Obama ad jabs Romney, GOP on auto bailout
By Aaron Blake,
President Obama’s campaign is targeting the GOP presidential candidates – and specifically Mitt Romney – for their opposition to the auto bailout in Michigan, launching an ad in the state ahead of its Republican presidential primary next week.
A super PAC supporting the president has already launched an ad hitting Romney in Michigan, but the gambit from the Obama campaign to run an ad against Romney and his fellow candidates in the GOP primary is a first for the 2012 presidential race.<iframe width=”500” height=”284” src=”http://www.youtube.com/embed/hsmU2aM8ez8” frameborder=”0” allowfullscreen></iframe>
The ad isn’t all about Romney or the Republicans – in fact, it makes only brief mention of them in the course of a making a pro-auto bailout argument – but it makes a point to reference Romney’s New York Times op-ed which the newspaper titled “Let Detroit Go Bankrupt.”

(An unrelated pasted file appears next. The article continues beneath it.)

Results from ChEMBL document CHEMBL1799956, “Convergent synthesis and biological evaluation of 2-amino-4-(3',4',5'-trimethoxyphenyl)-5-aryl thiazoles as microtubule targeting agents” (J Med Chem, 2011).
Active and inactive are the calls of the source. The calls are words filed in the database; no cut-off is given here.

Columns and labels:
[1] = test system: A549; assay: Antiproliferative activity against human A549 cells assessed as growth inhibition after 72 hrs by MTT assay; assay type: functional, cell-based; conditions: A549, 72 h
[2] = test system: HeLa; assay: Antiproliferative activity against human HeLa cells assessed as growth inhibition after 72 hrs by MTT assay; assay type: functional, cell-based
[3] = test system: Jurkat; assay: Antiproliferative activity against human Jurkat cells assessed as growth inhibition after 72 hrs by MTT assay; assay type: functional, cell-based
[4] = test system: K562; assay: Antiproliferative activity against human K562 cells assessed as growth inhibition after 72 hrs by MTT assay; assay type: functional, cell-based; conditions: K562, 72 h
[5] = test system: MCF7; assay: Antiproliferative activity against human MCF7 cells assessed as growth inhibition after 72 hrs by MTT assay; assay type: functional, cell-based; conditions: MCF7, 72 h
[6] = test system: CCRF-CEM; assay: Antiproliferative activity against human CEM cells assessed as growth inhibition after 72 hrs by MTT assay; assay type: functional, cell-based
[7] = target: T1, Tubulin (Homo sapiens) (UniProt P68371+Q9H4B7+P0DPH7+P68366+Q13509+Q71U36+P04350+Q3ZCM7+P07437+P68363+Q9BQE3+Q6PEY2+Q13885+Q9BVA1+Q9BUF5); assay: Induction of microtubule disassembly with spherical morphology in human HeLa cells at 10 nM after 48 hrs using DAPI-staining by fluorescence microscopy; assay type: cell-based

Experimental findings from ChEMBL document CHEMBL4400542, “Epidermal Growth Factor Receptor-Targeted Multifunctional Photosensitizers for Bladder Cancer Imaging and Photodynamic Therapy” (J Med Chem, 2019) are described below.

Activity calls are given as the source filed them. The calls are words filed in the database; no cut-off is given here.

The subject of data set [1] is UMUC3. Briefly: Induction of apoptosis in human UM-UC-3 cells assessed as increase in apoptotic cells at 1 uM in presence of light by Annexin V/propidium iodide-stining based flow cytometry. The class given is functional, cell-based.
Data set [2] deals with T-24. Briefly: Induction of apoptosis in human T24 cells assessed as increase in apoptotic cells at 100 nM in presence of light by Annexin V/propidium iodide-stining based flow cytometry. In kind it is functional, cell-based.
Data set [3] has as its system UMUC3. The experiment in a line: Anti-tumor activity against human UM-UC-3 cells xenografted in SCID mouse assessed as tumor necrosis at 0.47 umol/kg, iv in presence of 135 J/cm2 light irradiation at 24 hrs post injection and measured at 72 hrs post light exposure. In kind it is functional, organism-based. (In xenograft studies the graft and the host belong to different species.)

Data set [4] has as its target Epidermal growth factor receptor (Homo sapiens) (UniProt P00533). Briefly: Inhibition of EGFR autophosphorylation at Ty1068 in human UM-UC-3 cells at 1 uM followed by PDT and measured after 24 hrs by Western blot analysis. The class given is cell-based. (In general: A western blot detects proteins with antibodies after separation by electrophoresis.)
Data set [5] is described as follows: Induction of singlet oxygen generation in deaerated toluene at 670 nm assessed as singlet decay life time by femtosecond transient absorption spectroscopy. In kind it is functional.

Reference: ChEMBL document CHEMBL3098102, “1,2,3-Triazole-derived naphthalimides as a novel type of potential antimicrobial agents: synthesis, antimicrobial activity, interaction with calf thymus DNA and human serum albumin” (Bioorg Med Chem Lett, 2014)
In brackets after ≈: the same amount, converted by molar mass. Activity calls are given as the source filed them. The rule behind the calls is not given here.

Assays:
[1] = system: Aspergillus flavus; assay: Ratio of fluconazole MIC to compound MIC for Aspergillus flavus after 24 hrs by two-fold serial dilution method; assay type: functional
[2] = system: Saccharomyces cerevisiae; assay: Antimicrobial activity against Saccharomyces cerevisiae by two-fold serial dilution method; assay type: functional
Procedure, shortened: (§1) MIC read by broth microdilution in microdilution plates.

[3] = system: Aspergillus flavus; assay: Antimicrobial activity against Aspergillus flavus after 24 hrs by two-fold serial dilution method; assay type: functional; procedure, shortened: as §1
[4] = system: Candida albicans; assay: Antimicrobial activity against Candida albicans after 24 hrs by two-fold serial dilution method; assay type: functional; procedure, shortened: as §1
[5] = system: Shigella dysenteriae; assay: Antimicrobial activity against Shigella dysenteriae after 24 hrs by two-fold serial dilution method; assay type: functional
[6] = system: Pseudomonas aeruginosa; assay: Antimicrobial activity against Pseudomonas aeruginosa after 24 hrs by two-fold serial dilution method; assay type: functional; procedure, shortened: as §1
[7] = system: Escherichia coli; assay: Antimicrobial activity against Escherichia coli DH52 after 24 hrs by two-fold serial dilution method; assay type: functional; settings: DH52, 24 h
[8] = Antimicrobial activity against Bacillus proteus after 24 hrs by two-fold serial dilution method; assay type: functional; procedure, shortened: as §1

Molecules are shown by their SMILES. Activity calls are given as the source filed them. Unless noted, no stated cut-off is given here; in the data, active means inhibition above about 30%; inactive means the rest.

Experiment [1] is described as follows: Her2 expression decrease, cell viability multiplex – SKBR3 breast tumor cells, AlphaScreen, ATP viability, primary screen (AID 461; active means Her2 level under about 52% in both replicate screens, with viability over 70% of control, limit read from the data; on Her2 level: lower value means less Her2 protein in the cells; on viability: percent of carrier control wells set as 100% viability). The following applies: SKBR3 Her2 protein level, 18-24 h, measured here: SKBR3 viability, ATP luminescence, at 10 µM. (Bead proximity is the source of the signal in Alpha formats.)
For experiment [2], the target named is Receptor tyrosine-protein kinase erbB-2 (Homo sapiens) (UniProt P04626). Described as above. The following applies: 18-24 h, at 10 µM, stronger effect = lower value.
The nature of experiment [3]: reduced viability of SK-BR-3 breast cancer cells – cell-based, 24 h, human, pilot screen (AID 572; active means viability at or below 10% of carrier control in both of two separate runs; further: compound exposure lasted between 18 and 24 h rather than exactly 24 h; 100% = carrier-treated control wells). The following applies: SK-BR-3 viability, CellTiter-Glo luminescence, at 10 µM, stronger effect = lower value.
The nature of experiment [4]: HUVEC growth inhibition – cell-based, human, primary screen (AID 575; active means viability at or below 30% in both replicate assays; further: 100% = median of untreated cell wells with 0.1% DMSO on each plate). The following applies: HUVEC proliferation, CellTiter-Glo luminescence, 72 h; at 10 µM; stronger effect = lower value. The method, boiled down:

The ad notes that all the GOP candidates were against the auto bailout and pictures all of them together, followed by a brief shot of Rick Santorum.
“Every Republican candidate turned their back, even said, ‘Let Detroit go bankrupt,’” the narrator says, as an image of the headline appears underneath a picture of Romney.
The ad then shows video of Obama: “Not him.”
Romney's campaign points out that he didn't write the New York Times op-ed's headline.
“The last thing President Obama and his team want to do is face Mitt Romney in the general election," said Romney spokeswoman Amanda Henneberg. "Their factually false television ad proves they are more focused on Mitt Romney than they are on getting Michiganders back to work."
Besides perhaps coloring the results of Tuesday’s GOP primary, the ad is also an attempt to shore up Obama’s support in a state that he probably needs to win in this year’s election.
Polling shows the auto bailout is broadly popular in Michigan – with 63 percent of voters there supporting it according to a recent Marist College/NBC News poll. In the GOP primary, though, it’s more evenly split, which has led to questions about whether Romney – the auto bailout’s most prominent critic in the GOP race – might pay a price.